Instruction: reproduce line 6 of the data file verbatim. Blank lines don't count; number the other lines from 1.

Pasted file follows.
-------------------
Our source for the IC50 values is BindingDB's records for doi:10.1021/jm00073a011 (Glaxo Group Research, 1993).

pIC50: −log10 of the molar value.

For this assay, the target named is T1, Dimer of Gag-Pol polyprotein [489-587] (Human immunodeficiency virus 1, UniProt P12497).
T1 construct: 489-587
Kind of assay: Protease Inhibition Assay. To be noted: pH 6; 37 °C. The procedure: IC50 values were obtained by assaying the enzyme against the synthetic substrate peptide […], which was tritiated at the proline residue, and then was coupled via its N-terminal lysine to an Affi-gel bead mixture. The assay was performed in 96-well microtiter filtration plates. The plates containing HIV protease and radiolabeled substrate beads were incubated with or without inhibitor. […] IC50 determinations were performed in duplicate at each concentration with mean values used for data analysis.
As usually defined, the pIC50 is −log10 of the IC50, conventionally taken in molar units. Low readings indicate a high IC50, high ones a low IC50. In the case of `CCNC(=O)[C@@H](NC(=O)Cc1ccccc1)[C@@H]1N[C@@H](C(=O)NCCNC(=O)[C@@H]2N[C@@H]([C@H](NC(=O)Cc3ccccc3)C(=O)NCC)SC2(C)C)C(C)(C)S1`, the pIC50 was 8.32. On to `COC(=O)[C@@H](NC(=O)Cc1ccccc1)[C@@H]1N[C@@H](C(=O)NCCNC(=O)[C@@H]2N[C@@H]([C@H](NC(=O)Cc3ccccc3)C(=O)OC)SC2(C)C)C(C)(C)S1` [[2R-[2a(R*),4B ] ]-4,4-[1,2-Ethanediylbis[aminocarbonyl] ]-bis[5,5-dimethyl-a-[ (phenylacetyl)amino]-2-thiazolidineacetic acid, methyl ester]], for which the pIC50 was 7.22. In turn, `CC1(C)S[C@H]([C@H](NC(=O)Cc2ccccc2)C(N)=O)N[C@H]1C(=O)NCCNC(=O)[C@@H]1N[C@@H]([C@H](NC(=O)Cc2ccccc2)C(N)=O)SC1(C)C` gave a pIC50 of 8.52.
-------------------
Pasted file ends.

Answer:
As usually defined, the pIC50 is −log10 of the IC50, conventionally taken in molar units. Low readings indicate a high IC50, high ones a low IC50. In the case of `CCNC(=O)[C@@H](NC(=O)Cc1ccccc1)[C@@H]1N[C@@H](C(=O)NCCNC(=O)[C@@H]2N[C@@H]([C@H](NC(=O)Cc3ccccc3)C(=O)NCC)SC2(C)C)C(C)(C)S1`, the pIC50 was 8.32. On to `COC(=O)[C@@H](NC(=O)Cc1ccccc1)[C@@H]1N[C@@H](C(=O)NCCNC(=O)[C@@H]2N[C@@H]([C@H](NC(=O)Cc3ccccc3)C(=O)OC)SC2(C)C)C(C)(C)S1` [[2R-[2a(R*),4B ] ]-4,4-[1,2-Ethanediylbis[aminocarbonyl] ]-bis[5,5-dimethyl-a-[ (phenylacetyl)amino]-2-thiazolidineacetic acid, methyl ester]], for which the pIC50 was 7.22. In turn, `CC1(C)S[C@H]([C@H](NC(=O)Cc2ccccc2)C(N)=O)N[C@H]1C(=O)NCCNC(=O)[C@@H]1N[C@@H]([C@H](NC(=O)Cc2ccccc2)C(N)=O)SC1(C)C` gave a pIC50 of 8.52.